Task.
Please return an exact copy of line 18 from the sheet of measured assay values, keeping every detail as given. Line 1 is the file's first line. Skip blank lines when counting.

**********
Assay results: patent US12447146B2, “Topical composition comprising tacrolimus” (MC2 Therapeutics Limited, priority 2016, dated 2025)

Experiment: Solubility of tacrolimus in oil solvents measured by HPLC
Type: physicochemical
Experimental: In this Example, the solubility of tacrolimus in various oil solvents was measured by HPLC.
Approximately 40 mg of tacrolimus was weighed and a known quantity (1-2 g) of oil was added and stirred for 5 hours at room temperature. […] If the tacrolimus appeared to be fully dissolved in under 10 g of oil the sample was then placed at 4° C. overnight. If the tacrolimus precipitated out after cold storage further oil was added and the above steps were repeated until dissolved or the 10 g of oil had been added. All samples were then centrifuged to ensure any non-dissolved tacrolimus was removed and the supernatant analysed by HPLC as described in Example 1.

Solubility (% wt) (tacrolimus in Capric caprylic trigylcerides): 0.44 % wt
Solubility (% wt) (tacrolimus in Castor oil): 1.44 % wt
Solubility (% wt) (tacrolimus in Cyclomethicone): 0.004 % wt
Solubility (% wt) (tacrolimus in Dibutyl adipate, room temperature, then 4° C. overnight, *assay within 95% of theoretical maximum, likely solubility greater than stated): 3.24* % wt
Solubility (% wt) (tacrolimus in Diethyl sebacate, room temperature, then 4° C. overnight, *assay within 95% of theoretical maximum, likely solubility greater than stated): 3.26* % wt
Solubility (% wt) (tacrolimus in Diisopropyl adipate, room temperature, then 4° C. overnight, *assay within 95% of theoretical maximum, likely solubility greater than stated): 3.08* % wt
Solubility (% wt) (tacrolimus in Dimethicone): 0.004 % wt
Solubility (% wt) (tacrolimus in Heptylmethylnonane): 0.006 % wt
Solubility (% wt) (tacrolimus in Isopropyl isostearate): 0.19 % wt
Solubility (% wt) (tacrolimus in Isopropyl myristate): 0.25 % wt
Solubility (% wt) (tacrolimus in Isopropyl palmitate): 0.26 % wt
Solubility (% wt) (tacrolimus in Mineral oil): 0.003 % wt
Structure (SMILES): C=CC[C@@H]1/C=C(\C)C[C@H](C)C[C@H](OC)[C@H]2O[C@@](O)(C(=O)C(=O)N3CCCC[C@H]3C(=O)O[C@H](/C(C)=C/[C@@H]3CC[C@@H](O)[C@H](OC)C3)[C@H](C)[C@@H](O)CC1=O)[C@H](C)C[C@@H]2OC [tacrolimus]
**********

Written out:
Structure (SMILES): C=CC[C@@H]1/C=C(\C)C[C@H](C)C[C@H](OC)[C@H]2O[C@@](O)(C(=O)C(=O)N3CCCC[C@H]3C(=O)O[C@H](/C(C)=C/[C@@H]3CC[C@@H](O)[C@H](OC)C3)[C@H](C)[C@@H](O)CC1=O)[C@H](C)C[C@@H]2OC [tacrolimus]